The famous spinel in the Royal Crown of England, once thought to hare been a ruby, was known to the Black Prince ; it came into his possession, and was afterwards worn by Henry V at Agincourt; it is thus of some historic importance, although its intrinsic value has become lessened by its real composition having been discovered. The knowledge that so many of the historic rubies are simply spinels, casts grave doubts as to whether many other large stones still supposed to be rubies are not spinels.
To illustrate the necessity of correct nomenclature in reference to these gems, the recent history of a fine blue spinel is worth repeating. It was an Indian-cut stone, forwarded to London from that country as a sapphire; it was reeut in London and sold as a sapphire ; it was subsequently found to be a spinel, and was returned by the purchaser to the merchant from whom he bought it. This stone weighed after recutting 25 carats. Mr. Streeter mentions two fine spinels that were exhibited in the London Exhibition of 1802, one of perfect colour and free from flaws weighed 197 carats ; when reeut in London it weighed 81 carats, and was then a " perfect stone." The other weighed 102-1/2 carats and when reeut weighed 72-1/2 carats.
Most of the large spinels come from India, certainly from the East, and one of the finest recorded belonged to the King of Oude; it was of the size of a pigeon's egg, and had great lustre. Besides India, spinels fit for jewellery come from Burmah, Siam, Ceylon, and the United States of America.
The red varieties of the spinel known as "spinelruby" and "balas ruby" have little to distinguish them; the stones bearing the latter name are inferior in colour and brilliancy to the former, and less like the true ruby. The origin of the term "balas" has become quite a debatable question; many theories have been put forward by different writers, but it is unnecessary to notice them ; it is sufficient that the name distinguishes the stone.
The Persians have a tradition that the mines from which these gems are obtained were discovered through the mountain being divided by an earthquake, and that they were mistaken for the true rubies. There are famous mines at Badakhshan in Tartary, where balas rubies are found, and the natives of this district have a superstition that two large stones always lie near each other, and when one is found they most diligently search for the other; and it is stated that, if unable to find it, they will even break the stone found in order to keep up the belief.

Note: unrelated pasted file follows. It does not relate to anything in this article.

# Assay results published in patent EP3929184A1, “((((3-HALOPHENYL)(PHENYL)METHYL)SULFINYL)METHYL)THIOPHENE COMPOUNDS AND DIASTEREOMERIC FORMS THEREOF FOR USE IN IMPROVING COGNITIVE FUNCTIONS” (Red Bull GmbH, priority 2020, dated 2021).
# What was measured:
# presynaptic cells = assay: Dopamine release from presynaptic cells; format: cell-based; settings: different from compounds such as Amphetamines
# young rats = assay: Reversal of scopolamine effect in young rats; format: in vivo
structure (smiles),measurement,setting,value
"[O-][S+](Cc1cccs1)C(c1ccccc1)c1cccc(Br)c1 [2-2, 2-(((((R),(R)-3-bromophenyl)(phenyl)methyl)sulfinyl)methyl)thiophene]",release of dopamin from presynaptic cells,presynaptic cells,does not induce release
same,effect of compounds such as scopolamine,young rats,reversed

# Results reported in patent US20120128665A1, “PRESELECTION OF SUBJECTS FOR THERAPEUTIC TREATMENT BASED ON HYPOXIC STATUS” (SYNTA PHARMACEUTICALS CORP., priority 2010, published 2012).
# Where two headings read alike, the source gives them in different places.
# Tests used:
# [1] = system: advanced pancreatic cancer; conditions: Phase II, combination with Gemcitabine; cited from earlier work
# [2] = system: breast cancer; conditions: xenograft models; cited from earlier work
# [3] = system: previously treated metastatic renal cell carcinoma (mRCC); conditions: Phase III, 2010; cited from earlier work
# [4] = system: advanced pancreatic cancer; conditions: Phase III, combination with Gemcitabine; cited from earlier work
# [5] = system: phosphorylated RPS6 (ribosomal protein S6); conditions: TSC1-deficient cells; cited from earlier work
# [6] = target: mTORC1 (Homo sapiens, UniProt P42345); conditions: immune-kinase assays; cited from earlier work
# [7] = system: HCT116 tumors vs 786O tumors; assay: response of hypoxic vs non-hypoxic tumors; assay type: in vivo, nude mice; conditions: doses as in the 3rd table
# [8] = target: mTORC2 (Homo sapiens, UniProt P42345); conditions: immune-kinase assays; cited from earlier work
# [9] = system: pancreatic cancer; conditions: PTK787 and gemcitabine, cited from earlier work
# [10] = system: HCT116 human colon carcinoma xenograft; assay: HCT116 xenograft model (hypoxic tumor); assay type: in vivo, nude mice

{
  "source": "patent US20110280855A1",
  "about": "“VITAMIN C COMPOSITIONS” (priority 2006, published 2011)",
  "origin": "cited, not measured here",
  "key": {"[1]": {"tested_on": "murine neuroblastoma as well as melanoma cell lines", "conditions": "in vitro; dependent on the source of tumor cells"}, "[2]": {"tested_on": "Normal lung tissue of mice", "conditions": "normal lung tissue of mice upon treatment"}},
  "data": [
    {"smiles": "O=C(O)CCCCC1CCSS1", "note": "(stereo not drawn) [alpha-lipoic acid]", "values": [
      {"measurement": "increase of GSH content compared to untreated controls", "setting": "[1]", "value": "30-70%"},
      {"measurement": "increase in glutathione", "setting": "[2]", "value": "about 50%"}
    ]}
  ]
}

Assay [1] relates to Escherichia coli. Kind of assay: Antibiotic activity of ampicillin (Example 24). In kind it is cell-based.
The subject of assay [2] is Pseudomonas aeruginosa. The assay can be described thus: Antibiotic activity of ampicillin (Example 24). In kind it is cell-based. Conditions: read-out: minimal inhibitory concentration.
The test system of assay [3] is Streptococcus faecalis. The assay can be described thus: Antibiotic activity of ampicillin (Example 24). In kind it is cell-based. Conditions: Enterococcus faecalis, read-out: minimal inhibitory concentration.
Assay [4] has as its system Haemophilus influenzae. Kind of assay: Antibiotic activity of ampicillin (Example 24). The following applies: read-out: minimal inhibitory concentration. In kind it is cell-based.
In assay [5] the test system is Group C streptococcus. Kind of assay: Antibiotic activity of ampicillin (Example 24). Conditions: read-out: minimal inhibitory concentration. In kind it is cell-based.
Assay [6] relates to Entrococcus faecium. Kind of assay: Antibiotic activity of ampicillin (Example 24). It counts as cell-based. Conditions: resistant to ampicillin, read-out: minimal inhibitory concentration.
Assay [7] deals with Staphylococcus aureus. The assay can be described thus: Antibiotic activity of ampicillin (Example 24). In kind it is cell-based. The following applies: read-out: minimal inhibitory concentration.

The natives of India call the spinel Lai Kumani, and ascribe to it valuable medicinal properties.
Spinels occur embedded in granular limestone, and with calcite in serpentine, gneiss, and allied rocks. It is also found in the cavities of masses ejected from some volcauoes, for instance, the ancient ejected masses of Mount Somma. They also largely occur as water-worn pebbles in the beds of rivers, and alluvial deposits of many localities. A few good stones of small size have been found in California. A pale blue spinel is found in Sweden, embedded in limestone. Green spinels are found in slate in the Ural Mountains. In Bohemia small rose-red crystals occur with pyrites.
Spinel, as has been stated, crystallizes in the cubical system, and its principal form is the octahedron, sometimes showing faces of the rhombic dodecahedron, it is also found as twins, the twinning taking place parallel to one face of the octahedron. Some of the small crystals are so perfect, and of such a good lustre, that they might be used for the purpose of ornamentation in their natural state. Their form of crystallization readily distinguishes them from the ruby ; the other differences have already been pointed out.
Eroni garnets, they may be distinguished by being infusible, garnets fusing easily in thin splinters in the blowpipe flame. Both these minerals crystallizing in the cubical system, their optical properties cannot be used to dis-